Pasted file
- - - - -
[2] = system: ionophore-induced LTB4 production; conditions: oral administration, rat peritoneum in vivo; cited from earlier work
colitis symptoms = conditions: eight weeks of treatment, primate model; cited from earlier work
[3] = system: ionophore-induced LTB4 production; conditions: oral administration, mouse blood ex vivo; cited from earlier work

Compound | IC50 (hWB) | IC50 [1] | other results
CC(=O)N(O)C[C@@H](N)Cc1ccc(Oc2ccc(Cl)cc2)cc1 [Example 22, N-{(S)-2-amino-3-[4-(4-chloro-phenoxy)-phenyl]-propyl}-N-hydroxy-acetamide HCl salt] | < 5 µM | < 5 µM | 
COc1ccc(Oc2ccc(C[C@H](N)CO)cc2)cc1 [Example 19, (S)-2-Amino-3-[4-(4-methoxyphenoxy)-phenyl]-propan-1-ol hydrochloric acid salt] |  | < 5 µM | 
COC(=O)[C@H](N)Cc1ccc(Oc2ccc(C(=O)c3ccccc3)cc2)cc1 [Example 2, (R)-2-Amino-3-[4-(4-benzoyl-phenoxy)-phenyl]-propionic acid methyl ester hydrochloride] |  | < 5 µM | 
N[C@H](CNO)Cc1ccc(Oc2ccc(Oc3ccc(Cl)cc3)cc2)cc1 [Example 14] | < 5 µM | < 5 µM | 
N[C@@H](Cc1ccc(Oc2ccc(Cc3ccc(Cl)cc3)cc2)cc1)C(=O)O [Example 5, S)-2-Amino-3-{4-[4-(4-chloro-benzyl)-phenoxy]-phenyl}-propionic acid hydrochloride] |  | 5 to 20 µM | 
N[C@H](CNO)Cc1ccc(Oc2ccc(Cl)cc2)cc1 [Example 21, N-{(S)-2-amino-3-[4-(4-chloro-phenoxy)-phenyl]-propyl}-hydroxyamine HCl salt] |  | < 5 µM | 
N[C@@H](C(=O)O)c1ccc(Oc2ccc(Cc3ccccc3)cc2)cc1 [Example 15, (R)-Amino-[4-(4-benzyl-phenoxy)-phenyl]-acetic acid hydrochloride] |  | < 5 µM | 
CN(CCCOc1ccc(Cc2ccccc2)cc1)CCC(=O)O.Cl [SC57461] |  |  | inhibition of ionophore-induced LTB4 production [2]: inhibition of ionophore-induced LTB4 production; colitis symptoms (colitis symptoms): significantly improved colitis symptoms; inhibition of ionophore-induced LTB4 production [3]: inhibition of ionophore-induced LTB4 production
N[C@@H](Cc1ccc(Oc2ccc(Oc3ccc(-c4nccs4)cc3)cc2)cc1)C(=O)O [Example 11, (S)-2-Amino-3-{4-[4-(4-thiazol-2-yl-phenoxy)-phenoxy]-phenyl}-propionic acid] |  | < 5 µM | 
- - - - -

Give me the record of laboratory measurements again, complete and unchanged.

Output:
[2] = system: ionophore-induced LTB4 production; conditions: oral administration, rat peritoneum in vivo; cited from earlier work
colitis symptoms = conditions: eight weeks of treatment, primate model; cited from earlier work
[3] = system: ionophore-induced LTB4 production; conditions: oral administration, mouse blood ex vivo; cited from earlier work

Compound | IC50 (hWB) | IC50 [1] | other results
CC(=O)N(O)C[C@@H](N)Cc1ccc(Oc2ccc(Cl)cc2)cc1 [Example 22, N-{(S)-2-amino-3-[4-(4-chloro-phenoxy)-phenyl]-propyl}-N-hydroxy-acetamide HCl salt] | < 5 µM | < 5 µM | 
COc1ccc(Oc2ccc(C[C@H](N)CO)cc2)cc1 [Example 19, (S)-2-Amino-3-[4-(4-methoxyphenoxy)-phenyl]-propan-1-ol hydrochloric acid salt] |  | < 5 µM | 
COC(=O)[C@H](N)Cc1ccc(Oc2ccc(C(=O)c3ccccc3)cc2)cc1 [Example 2, (R)-2-Amino-3-[4-(4-benzoyl-phenoxy)-phenyl]-propionic acid methyl ester hydrochloride] |  | < 5 µM | 
N[C@H](CNO)Cc1ccc(Oc2ccc(Oc3ccc(Cl)cc3)cc2)cc1 [Example 14] | < 5 µM | < 5 µM | 
N[C@@H](Cc1ccc(Oc2ccc(Cc3ccc(Cl)cc3)cc2)cc1)C(=O)O [Example 5, S)-2-Amino-3-{4-[4-(4-chloro-benzyl)-phenoxy]-phenyl}-propionic acid hydrochloride] |  | 5 to 20 µM | 
N[C@H](CNO)Cc1ccc(Oc2ccc(Cl)cc2)cc1 [Example 21, N-{(S)-2-amino-3-[4-(4-chloro-phenoxy)-phenyl]-propyl}-hydroxyamine HCl salt] |  | < 5 µM | 
N[C@@H](C(=O)O)c1ccc(Oc2ccc(Cc3ccccc3)cc2)cc1 [Example 15, (R)-Amino-[4-(4-benzyl-phenoxy)-phenyl]-acetic acid hydrochloride] |  | < 5 µM | 
CN(CCCOc1ccc(Cc2ccccc2)cc1)CCC(=O)O.Cl [SC57461] |  |  | inhibition of ionophore-induced LTB4 production [2]: inhibition of ionophore-induced LTB4 production; colitis symptoms (colitis symptoms): significantly improved colitis symptoms; inhibition of ionophore-induced LTB4 production [3]: inhibition of ionophore-induced LTB4 production
N[C@@H](Cc1ccc(Oc2ccc(Oc3ccc(-c4nccs4)cc3)cc2)cc1)C(=O)O [Example 11, (S)-2-Amino-3-{4-[4-(4-thiazol-2-yl-phenoxy)-phenoxy]-phenyl}-propionic acid] |  | < 5 µM | 